With the recent passage of crime Bill C-10 into law, we can expect a lot of young and first-time Canadian marijuana users in our high school system to do real time in jail. That’s because of the Conservative government’s’ tough-on-crime agenda and legendary disdain for evidence. And, especially, the long-standing societal myth that marijuana is the “gateway drug” leading to the use of other illicit drugs such as cocaine and heroin. Well, a report in the August 2012 edition of The Journal of School Health debunks the myth.
The real gateway drug is the more socially-acceptable drug: alcohol.
The report follows a study that further investigated the so-called Gateway Drug Theory, which suggests that licit drugs serve as a “gateway” toward the use of other, illicit drugs. The study used a nationally representative sample from the University of Michigan’s annual Monitoring the Future survey “to determine which drug (alcohol, tobacco, or marijuana) was the actual “gateway” drug.”
The study applies to Canada on numerous levels. First, the investigation sampled high school seniors. The high school “cultures” of both Canada and the U.S. are alike. And so we can safely argue that the survey sample, results and recommendations are applicable here.
Second, in its rush to pass Bill C-10 (Safe Streets and Communities Act) into law, the Conservatives left no room for evidence-based democratic dialogue on the legislation. The limited discussion that took place referred mostly to “young offenders”. We didn’t considered young offenders in the high school system.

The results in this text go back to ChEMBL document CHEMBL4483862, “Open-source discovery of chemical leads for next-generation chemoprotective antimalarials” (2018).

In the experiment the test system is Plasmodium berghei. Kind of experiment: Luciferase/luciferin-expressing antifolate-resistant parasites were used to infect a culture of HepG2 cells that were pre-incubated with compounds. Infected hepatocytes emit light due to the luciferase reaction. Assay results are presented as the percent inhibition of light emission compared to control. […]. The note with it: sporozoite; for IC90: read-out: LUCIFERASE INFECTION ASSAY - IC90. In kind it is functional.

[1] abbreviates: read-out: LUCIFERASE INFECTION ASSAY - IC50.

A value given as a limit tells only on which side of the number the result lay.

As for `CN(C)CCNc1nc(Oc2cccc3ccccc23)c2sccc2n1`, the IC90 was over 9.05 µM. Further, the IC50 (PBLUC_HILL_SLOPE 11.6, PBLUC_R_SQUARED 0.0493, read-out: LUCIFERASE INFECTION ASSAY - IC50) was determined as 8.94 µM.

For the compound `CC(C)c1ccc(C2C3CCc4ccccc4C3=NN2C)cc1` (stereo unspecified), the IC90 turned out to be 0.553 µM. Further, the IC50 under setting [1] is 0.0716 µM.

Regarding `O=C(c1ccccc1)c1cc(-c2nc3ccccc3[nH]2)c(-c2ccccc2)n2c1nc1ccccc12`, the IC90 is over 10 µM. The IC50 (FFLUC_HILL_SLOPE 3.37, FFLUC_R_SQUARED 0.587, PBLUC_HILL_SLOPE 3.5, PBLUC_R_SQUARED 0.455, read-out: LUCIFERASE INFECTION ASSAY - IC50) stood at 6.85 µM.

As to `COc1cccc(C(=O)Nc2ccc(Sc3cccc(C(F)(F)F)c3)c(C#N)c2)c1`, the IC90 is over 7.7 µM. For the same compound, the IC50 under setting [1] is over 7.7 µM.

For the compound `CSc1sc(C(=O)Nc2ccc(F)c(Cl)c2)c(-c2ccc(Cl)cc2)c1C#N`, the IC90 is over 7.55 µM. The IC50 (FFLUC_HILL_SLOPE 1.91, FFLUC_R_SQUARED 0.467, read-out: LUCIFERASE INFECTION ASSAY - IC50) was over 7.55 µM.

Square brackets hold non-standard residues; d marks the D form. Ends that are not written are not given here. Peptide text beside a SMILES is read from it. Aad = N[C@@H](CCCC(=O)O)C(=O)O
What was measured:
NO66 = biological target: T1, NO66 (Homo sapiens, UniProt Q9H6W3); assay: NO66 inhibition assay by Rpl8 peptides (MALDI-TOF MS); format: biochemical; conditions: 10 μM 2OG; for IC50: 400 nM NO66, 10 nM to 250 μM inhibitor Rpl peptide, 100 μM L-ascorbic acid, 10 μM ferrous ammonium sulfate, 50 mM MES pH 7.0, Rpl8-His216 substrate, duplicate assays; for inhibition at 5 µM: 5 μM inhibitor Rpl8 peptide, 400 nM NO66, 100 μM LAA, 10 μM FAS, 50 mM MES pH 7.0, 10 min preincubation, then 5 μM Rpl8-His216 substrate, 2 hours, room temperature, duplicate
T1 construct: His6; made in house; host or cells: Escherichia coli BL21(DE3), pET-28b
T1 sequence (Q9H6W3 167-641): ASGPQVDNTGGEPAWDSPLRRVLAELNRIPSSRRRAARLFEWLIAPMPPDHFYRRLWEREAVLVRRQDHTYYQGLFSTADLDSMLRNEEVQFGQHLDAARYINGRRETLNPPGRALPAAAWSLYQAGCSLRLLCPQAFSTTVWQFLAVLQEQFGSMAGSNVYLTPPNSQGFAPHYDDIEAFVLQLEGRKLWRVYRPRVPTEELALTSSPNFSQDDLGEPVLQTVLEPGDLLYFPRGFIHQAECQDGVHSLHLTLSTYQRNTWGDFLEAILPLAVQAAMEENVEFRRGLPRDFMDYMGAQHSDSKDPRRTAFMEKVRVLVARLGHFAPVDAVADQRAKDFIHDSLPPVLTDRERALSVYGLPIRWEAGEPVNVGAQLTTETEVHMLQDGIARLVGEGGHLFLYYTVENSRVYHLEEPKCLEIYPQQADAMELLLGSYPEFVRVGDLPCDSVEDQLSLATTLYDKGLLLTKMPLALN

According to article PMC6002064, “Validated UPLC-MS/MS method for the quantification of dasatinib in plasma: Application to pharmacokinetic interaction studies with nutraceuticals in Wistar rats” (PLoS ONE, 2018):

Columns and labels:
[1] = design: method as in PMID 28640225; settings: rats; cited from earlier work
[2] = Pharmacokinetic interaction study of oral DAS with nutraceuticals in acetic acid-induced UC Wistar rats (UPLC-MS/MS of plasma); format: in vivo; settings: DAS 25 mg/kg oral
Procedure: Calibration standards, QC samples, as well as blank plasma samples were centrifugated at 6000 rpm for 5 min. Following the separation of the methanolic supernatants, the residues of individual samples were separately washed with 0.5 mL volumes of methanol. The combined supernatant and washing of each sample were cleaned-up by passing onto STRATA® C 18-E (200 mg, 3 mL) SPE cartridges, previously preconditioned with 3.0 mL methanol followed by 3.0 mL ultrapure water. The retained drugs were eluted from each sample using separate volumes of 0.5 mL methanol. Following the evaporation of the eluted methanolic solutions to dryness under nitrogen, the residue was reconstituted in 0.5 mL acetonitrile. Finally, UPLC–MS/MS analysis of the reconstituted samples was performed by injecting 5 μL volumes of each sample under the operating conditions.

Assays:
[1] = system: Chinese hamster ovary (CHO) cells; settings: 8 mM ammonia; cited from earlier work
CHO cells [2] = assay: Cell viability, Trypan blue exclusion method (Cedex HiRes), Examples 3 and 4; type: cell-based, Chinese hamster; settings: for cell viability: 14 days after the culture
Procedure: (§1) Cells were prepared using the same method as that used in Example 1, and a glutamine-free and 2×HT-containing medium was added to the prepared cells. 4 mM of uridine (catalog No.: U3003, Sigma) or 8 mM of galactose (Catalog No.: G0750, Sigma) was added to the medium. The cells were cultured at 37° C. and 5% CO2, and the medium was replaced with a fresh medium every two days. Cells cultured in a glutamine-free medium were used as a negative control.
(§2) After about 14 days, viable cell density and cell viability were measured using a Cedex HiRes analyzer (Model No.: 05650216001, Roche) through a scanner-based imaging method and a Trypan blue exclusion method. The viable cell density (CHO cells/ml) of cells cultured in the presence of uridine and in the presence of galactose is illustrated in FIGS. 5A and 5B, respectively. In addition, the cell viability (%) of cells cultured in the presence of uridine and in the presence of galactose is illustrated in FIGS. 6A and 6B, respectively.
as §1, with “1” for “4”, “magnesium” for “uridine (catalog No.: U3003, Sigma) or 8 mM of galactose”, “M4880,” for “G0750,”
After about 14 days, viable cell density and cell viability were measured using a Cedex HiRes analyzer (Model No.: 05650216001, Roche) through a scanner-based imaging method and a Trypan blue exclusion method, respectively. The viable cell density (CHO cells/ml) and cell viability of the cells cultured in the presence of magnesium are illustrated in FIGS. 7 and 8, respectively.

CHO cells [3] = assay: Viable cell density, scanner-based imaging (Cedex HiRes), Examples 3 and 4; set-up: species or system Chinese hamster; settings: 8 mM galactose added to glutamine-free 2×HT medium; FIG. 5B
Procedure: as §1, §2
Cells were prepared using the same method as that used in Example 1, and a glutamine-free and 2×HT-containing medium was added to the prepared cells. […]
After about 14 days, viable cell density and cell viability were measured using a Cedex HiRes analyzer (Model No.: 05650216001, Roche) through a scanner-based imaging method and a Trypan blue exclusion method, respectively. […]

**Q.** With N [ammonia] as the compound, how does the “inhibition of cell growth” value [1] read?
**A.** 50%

“Results from the Guttman scale indicated that alcohol represented the “gateway” drug, leading to the use of tobacco, marijuana, and other illicit substances. Moreover, students who used alcohol exhibited a significantly greater likelihood of using both licit and illicit drugs,” the report says.
The report suggests that “alcohol should receive primary attention in school-based substance abuse prevention programming, as the use of other substances could be impacted by delaying or preventing alcohol use. Therefore, it seems prudent for school and public health officials to focus prevention efforts, policies, and monies, on addressing adolescent alcohol use.
Photo: The Jeenyus Corner